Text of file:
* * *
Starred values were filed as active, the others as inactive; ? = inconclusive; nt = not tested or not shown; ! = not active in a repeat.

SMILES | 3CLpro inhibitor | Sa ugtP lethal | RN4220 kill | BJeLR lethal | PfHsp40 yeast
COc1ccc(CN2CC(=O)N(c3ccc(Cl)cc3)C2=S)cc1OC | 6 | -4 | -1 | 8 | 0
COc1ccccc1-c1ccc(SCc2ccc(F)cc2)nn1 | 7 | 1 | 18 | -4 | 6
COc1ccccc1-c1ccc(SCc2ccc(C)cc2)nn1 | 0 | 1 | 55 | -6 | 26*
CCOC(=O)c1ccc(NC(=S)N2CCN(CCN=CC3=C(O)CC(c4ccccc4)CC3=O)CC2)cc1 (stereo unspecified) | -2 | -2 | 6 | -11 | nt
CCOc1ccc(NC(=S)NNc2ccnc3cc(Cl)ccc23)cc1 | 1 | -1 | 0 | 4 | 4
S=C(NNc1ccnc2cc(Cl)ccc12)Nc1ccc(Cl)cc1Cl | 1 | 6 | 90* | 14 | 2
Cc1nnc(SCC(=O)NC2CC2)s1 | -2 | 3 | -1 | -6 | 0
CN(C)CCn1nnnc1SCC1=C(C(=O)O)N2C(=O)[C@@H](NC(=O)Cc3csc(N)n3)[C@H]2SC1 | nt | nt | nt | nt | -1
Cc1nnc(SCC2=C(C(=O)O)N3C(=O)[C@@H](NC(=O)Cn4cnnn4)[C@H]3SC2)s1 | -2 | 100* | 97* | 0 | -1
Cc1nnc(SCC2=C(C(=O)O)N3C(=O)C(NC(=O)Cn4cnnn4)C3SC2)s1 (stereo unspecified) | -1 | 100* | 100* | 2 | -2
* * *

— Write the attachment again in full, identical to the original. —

Starred values were filed as active, the others as inactive; ? = inconclusive; nt = not tested or not shown; ! = not active in a repeat.

SMILES | 3CLpro inhibitor | Sa ugtP lethal | RN4220 kill | BJeLR lethal | PfHsp40 yeast
COc1ccc(CN2CC(=O)N(c3ccc(Cl)cc3)C2=S)cc1OC | 6 | -4 | -1 | 8 | 0
COc1ccccc1-c1ccc(SCc2ccc(F)cc2)nn1 | 7 | 1 | 18 | -4 | 6
COc1ccccc1-c1ccc(SCc2ccc(C)cc2)nn1 | 0 | 1 | 55 | -6 | 26*
CCOC(=O)c1ccc(NC(=S)N2CCN(CCN=CC3=C(O)CC(c4ccccc4)CC3=O)CC2)cc1 (stereo unspecified) | -2 | -2 | 6 | -11 | nt
CCOc1ccc(NC(=S)NNc2ccnc3cc(Cl)ccc23)cc1 | 1 | -1 | 0 | 4 | 4
S=C(NNc1ccnc2cc(Cl)ccc12)Nc1ccc(Cl)cc1Cl | 1 | 6 | 90* | 14 | 2
Cc1nnc(SCC(=O)NC2CC2)s1 | -2 | 3 | -1 | -6 | 0
CN(C)CCn1nnnc1SCC1=C(C(=O)O)N2C(=O)[C@@H](NC(=O)Cc3csc(N)n3)[C@H]2SC1 | nt | nt | nt | nt | -1
Cc1nnc(SCC2=C(C(=O)O)N3C(=O)[C@@H](NC(=O)Cn4cnnn4)[C@H]3SC2)s1 | -2 | 100* | 97* | 0 | -1
Cc1nnc(SCC2=C(C(=O)O)N3C(=O)C(NC(=O)Cn4cnnn4)C3SC2)s1 (stereo unspecified) | -1 | 100* | 100* | 2 | -2